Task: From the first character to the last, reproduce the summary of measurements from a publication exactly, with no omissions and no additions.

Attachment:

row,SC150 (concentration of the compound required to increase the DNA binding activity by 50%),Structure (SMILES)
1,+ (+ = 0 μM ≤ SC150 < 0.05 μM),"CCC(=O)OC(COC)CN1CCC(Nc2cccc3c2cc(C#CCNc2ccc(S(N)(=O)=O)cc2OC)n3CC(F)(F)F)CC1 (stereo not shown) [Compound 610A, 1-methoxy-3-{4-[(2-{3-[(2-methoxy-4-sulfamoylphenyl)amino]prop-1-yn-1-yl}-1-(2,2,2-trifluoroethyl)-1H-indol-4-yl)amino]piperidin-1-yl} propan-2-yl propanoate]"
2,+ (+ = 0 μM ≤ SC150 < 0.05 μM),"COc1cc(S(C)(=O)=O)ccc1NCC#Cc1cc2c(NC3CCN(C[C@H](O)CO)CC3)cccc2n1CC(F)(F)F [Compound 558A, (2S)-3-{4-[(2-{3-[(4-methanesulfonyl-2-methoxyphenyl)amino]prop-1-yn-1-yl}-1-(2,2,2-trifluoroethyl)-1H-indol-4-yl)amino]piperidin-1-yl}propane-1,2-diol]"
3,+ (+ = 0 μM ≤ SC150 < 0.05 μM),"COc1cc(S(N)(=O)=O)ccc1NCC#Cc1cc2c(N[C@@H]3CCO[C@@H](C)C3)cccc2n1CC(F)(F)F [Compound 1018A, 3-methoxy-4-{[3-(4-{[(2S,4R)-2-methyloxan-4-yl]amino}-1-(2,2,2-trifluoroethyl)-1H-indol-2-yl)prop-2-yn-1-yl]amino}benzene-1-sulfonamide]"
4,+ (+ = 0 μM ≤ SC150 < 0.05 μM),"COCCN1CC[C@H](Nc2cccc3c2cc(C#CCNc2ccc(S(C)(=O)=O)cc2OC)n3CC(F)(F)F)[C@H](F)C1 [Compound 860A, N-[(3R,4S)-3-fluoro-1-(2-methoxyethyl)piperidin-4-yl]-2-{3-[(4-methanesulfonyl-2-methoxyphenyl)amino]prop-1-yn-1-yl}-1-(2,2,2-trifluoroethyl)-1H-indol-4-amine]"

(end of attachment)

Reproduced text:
row,SC150 (concentration of the compound required to increase the DNA binding activity by 50%),Structure (SMILES)
1,+ (+ = 0 μM ≤ SC150 < 0.05 μM),"CCC(=O)OC(COC)CN1CCC(Nc2cccc3c2cc(C#CCNc2ccc(S(N)(=O)=O)cc2OC)n3CC(F)(F)F)CC1 (stereo not shown) [Compound 610A, 1-methoxy-3-{4-[(2-{3-[(2-methoxy-4-sulfamoylphenyl)amino]prop-1-yn-1-yl}-1-(2,2,2-trifluoroethyl)-1H-indol-4-yl)amino]piperidin-1-yl} propan-2-yl propanoate]"
2,+ (+ = 0 μM ≤ SC150 < 0.05 μM),"COc1cc(S(C)(=O)=O)ccc1NCC#Cc1cc2c(NC3CCN(C[C@H](O)CO)CC3)cccc2n1CC(F)(F)F [Compound 558A, (2S)-3-{4-[(2-{3-[(4-methanesulfonyl-2-methoxyphenyl)amino]prop-1-yn-1-yl}-1-(2,2,2-trifluoroethyl)-1H-indol-4-yl)amino]piperidin-1-yl}propane-1,2-diol]"
3,+ (+ = 0 μM ≤ SC150 < 0.05 μM),"COc1cc(S(N)(=O)=O)ccc1NCC#Cc1cc2c(N[C@@H]3CCO[C@@H](C)C3)cccc2n1CC(F)(F)F [Compound 1018A, 3-methoxy-4-{[3-(4-{[(2S,4R)-2-methyloxan-4-yl]amino}-1-(2,2,2-trifluoroethyl)-1H-indol-2-yl)prop-2-yn-1-yl]amino}benzene-1-sulfonamide]"
4,+ (+ = 0 μM ≤ SC150 < 0.05 μM),"COCCN1CC[C@H](Nc2cccc3c2cc(C#CCNc2ccc(S(C)(=O)=O)cc2OC)n3CC(F)(F)F)[C@H](F)C1 [Compound 860A, N-[(3R,4S)-3-fluoro-1-(2-methoxyethyl)piperidin-4-yl]-2-{3-[(4-methanesulfonyl-2-methoxyphenyl)amino]prop-1-yn-1-yl}-1-(2,2,2-trifluoroethyl)-1H-indol-4-amine]"